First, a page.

, , , , , , ,

[Parts of the details of this story have been withheld to protect the innocent.]



One evening I was at a dinner party with my darling Riggins.  At the time he was young and spoiled (now he is old and spoiled) which meant he was better off sitting next to me while we ate dinner vs. forcing him outside where he would bark like a crazy person wanting to come in to be with his human friends.  Some would say that it is rude to allow your dog to watch you eat at the dinner table with non-dog people and even sneak him scraps while no one is looking.  I would even suggest those people are right … I would also suggest I don’t care.  So there I was sitting with Riggins at my side when the following conversation happened:

Woman:  What’s that dog’s name?

Wendy:  Riggins.

Woman:  Reagan?  Like after the president?

Wendy:  No Riggins.  He was actually named after a football player.

Woman:  Why?  Because he is a n… [insert n word]

Wendy: Actually Riggins was a white gentleman …. so no.

Women (in response to shock and awe at the table):  What?  The dog is a n….

Wendy:  True enough.



Riggins is a beautiful black with a white/black spotted chest and paws.  He was one of two (or three … I forget) black dogs in his litter.  His mom was a German Shorthair Pointer while his dad was a Samoyed so most of the pups where a white and or white/cream/brown color combination.  When I saw the pups there were only two of the them without homes.  I knew I wanted a male dog and that meant my only option was Riggins, the “giant black one” of the litter.  They had named him Gigantor.  I’m so lucky I Gigantor was the one left …. as he obviously was meant to belong to me!

I bring this up because there is a phenomenon among adoptable animals called “BDS” or “Black Dog Syndrome.”   Although I suppose I should be a good fake journalist and admit it is a debatable “syndrome,” if you talk to (and/or google information) shelter folks they will tell you black animals tend to stay in shelters much longer than their light-colored companions.  There are lots of suggestions on why this is but here are my thoughts:



* Good pictures of black dogs (this is true for cats and other adoptable animals so assume I mean all of them in the future when I say “dogs.”) are hard to get.  Ask any black dog mom/dad and she/he will show you a thousand photos of black blobs for that one good pic of their baby.  Many shelters are getting help (or hiring) from professional photographers to get great pictures of the adoptable pets to post online so hopefully this will help in the future.  In the meantime poorly lit kennels and black dogs equal crappy photos that don’t show the dogs loving personality.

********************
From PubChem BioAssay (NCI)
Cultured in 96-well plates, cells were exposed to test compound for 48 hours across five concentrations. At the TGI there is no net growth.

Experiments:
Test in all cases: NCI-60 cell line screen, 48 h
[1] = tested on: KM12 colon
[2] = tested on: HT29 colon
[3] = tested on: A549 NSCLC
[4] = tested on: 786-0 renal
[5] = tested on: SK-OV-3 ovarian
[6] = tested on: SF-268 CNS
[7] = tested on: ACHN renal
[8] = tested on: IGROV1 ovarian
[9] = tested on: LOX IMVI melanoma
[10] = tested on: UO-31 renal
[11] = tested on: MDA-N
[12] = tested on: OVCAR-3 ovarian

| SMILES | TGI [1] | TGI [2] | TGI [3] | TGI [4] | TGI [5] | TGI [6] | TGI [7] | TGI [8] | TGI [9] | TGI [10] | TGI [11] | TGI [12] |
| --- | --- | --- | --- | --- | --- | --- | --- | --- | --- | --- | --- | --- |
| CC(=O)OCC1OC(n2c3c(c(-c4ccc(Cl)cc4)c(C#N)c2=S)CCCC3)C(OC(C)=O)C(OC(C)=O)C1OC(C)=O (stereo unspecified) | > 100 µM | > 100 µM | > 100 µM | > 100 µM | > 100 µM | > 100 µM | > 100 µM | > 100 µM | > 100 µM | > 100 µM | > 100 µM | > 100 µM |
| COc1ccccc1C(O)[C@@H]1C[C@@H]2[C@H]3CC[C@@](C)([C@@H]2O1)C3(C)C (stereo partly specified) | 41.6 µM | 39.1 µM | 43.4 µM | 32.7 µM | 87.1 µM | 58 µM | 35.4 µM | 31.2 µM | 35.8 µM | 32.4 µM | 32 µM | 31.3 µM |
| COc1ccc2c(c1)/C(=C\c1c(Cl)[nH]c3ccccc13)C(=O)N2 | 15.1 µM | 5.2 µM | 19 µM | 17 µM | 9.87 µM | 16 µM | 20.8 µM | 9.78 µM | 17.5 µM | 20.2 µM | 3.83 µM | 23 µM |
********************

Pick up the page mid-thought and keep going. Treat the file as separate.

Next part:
* It’s sometimes hard to see a black dogs eyes.  I recently trained to volunteer in a local no-kill animal shelter and was VERY CAREFUL not to make eye contact with the dogs.  That’s how they get you.  You are just minding your own business and BAM their soulful eyes pull you in and tell you that they need you.  Next thing you know you have a new buddy in your life.  Unfortunately black dogs usually have a darker eye color which makes it hard to make that connection with them.



* Black dogs are mean.  Of course this isn’t true but it is what people think.  I told a story in a previous blog how, when on a hike, people were afraid of “the black dog.”  It happened this morning.  People were afraid of the black dog when it was the cute little cream-colored cocker spaniel mix that tried to eat a chihuahua whole.  Some folks think that it is because “bad” dogs in movies are often black in color.  I just think we associate the black dog color with aggression …. because we are stupid humans.

Many shelters will have a “black dog awareness month” or day or week and offer special adoption rates during that time.  Right now some of the Best Friend locations have their Back in Black special during the month of May.   If you are looking to adopt give the dark dudes and dudettes a shot.  I can guarantee they are love bugs!